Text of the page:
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Yet keep up thy heart, bold cavalier,
For a cup of sack shall fence the cold.
For time will rust the brightest blade,
And years will break the strongest bow;
[“ It may be worth noting, that it was in correcting the proof-sheets of The Antiquary that Scott first took to equipping his chapters with mottoes of his own fa- (2.)—VERSES FOUND IN BOTHWELL'S brication. On one occasion he happened to ask John
POCKET-BOOK. Ballantyne, who was sitting by him, to hunt for a par
« With these letters was a lock of hair wrapped in ticular passage in Beaumont and Fletcher. John did
a copy of verses, written obviously with a feeling which as he was bid, but did not succeed in discovering the lines. “Hang it, Johnnie,' cried Scott, • I believe I atoned, in Morton's opinion, for the roughness of the I can make a motto sooner than you will find one.' poetry, and the conceits with which it abounded, acHe did so accordingly; and from that hour, when- cording to the taste of the period : ”_ ever memory failed to suggest an appropriate epi
Thy hue, dear pledge, is pure and bright, graph, he had recourse to the inexhaustible mines of
As in that well-remember'd night, • old play' or old ballad, to which we owe some of
When first thy mystic braid was wove, the most exquisite verses that ever flowed from his
And first my Agnes whisper'd love. pen"-Life, vol. v., p. 145.]
Since then how often hast thou press’d
Whose wrath and hate have sworn to dwell From the Black Dwarf.
With the first sin which peopled hell,
Each throb the earthquake's wild commotion ! 1816.
O, if such clime thou canst endure,
Yet keep thy hue unstain'd and pure,
What conquest o'er each erring thought
Of that fierce realm had Agnes wrought! The bleakest rock upon the loneliest heath
I had not wander'd wild and wide, Feels, in its barrenness, some touch of spring;
With such an angel for my guide; And, in the April dew, or beam of May,
Nor heaven nor earth could then reprove me, Its moss and lichen freshen and revive;
If she had lived, and lived to love me.
Not then this world's wild joys had been
My sole delight the headlong race,
And frantic hurry of the chase;
To start, pursue, and bring to bay,
Then-from the carcass turn away! The former man may make him-Bring us to him,
Mine ireful mood had sweetness tamed, And chance it as it may.
And soothed each wound which pride inflamed!
Yes, God and man might now approve me,
From Old Mortality.
(3.)-EPITAPH ON BALFOUR OF BURLEY
(1.)—MAJOR BELLENDEN'S SONG. AND what though winter will pinch severe
Through locks of grey and a cloak that 's old,
“Gentle reader, I did request of mine honest friend Peter Proudfoot, travelling merchant, known to many of this land for his faithful and just dealings, as well in muslins and cambrics as in small wares, to procur
me, on his next peregrinations to that vicinage, a copy of the Epitaphion alluded to. And, according to his report, which I see no ground to discredit, it runneth thus:”
Yet fear not, ladies, the naive detall
We Britons have the fear of shame before us,
Here lyes ane saint to prelates surly,
II. In the far eastern clime, no great while since, Lived Sultaun Solimaun, a mighty prince, Whose eyes, as oft as they perform’d their round, Beheld all others fix'd upon the ground; Whose ears received the same unvaried phrase, “ Sultaun ! thy vassal hears, and he obeys !” All have their tastes—this may the fancy strike Of such grave folks as pomp and grandeur like; For me,
I love the honest heart and warm Of Monarch who can amble round his farm, Or, when the toil of state no more annoys, In chimney corner seek domestic joysI love a prince will bid the bottle pass, Exchanging with his subjects glance and glass ; In fitting time, can, gayest of the gay, Keep up the jest, and mingle in the laySuch Monarchs best our free-born humours suit, But Despots must be stately, stern, and mute.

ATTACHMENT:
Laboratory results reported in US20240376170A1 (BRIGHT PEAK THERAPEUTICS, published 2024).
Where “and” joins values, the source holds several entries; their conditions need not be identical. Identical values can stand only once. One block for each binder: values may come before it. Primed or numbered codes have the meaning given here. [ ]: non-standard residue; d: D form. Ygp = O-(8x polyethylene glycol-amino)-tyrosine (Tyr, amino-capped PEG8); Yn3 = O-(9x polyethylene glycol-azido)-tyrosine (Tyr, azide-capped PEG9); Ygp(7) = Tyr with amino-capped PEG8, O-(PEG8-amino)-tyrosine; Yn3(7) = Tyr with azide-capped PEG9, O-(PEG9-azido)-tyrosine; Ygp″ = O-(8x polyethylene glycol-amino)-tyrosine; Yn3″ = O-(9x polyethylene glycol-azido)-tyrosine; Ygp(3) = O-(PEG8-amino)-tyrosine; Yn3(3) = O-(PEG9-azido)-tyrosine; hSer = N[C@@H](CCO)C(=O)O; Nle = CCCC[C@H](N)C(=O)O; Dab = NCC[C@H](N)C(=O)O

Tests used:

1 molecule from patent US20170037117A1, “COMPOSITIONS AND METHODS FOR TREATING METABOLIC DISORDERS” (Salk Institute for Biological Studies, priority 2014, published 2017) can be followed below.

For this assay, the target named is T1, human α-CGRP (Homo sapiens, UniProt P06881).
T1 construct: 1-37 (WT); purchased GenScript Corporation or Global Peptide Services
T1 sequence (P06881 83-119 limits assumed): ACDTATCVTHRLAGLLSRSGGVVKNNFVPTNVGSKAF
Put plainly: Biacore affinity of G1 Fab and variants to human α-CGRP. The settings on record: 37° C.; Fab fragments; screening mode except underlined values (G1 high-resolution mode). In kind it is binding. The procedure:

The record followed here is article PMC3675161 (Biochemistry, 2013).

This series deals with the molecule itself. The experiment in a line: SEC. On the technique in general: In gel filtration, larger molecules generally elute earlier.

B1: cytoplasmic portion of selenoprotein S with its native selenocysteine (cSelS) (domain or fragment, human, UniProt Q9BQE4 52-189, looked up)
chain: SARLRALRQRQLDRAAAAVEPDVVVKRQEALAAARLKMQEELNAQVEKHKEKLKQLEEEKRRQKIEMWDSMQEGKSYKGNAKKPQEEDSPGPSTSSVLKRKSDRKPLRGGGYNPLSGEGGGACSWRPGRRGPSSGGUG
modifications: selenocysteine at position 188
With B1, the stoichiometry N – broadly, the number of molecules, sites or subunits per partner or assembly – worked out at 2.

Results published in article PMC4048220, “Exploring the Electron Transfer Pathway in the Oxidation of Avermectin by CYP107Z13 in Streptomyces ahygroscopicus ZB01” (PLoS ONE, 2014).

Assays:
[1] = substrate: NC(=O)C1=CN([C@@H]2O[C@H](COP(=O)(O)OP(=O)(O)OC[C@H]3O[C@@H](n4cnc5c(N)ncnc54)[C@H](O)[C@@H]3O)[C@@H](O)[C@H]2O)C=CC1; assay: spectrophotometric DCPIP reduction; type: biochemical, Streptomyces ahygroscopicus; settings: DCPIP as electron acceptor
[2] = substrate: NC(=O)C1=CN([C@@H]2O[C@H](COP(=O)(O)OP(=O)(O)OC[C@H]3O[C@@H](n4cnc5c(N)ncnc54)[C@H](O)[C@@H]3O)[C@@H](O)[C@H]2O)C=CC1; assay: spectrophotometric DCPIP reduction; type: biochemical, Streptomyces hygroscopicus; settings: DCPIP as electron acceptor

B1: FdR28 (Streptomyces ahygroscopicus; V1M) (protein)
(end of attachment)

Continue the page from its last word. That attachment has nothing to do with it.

(1.)-CHAP. v. Arouse thee, youth !-it is no common call,God's Church is leaguer'd—haste to man the wall; Haste where the Red-cross banners wave on high, Signals of honour'd death or victory.
(2.)__CHAP. XIV. My hounds may a' rin masterless,
My hawks may fly frae tree to tree, My lord may grip my vassal lands, For there again maun I never be!
(3.)CHAP. XXXIV. Sound, sound the clarion, fill the fife!
To all the sensual world proclaim,
III. This Solimaun, Serendib had in swayAnd where’s Serendib? may some critic say.Good lack, mine honest friend, consult the chart, Scare not my Pegasus before I start! If Rennell has it not, you'll find, mayhap, The isle laid down in Captain Sindbad's map, Famed mariner ! whose merciless narrations Drove every friend and kinsman out of patience, Till, fain to find a guest who thought them shorter. He deign'd to tell them over to a porter-3 The last edition see, by Long. and Co., Rees, Hurst, and Orme, our fathers in the Row.
The Search after Happiness ;'
THE QUEST OF SULTAUN SOLIMAUN.
IV. Serendib found, deem not my tale a fictionThis Sultaun, whether lacking contradiction(A sort of stimulant which hath its uses, To raise the spirits and reform the juices, --Sovereign specific for all sorts of cures In my wife's practice, and perhaps in yours,) The Sultaun lacking this same wholesome bitter, Or cordial smooth for prince's palate fitter Or if some Mollah had hag-rid bis dreams With Degial, Ginnistan, and such wild themes Belonging to the Mollah's subtle craft, I wot not--but the Sultaun never laugh’d, Scarce ate or drank, and took a melancholy That scorn'd all remedy-profane or holy;
I. Oh for a glance of that gay Muse's eye, That lighten'd on Bandello's laughing tale, And twinkled with a lustre shrewd and sly, When Giam Battista bade her vision bail !-3
1 First published in “The Sale Room, No. V.," February 1, 1817.
9 The hint of the following tale is taken from La Camiscia Magica, a novel of Giam Battista Casti.
3 See the Arabian Nights' Entertainments.
In his long list of melancholtes, mad,
Double assessment, forage, and free quarters · Or mazed, or dumb, bath Burton none so bad.' And fearing these as China-men the Tartars,
Or as the whisker'd vermin fear the mousers,
Each fumbled in the pocket of his trowsers.
And then in solemn accent spoke their doom, Imaum and Mollah there of every station, “ His majesty is very far from well.”
Santon, Fakir, and Calendar were seen. Then each to work with his specific fell:
Their votes were various-some advised a Mosque The Hakim Ibrahim instanter brought
With fitting revenues should be erected, His unguent Mahazzim al Zerdukkaut,
With seemly gardens and with gay Kiosque, While Roompot, a practitioner more wily,
To recreate a band of priests selected; Relied on his Munaskif al fillfily.
Others opined that through the realms a dole More and yet more in deep array appear,
Be made to holy men, whose prayers might profit And some the front assail, and some the rear; The Sultaun's weal in body and in soul. Their remedies to reinforce and vary,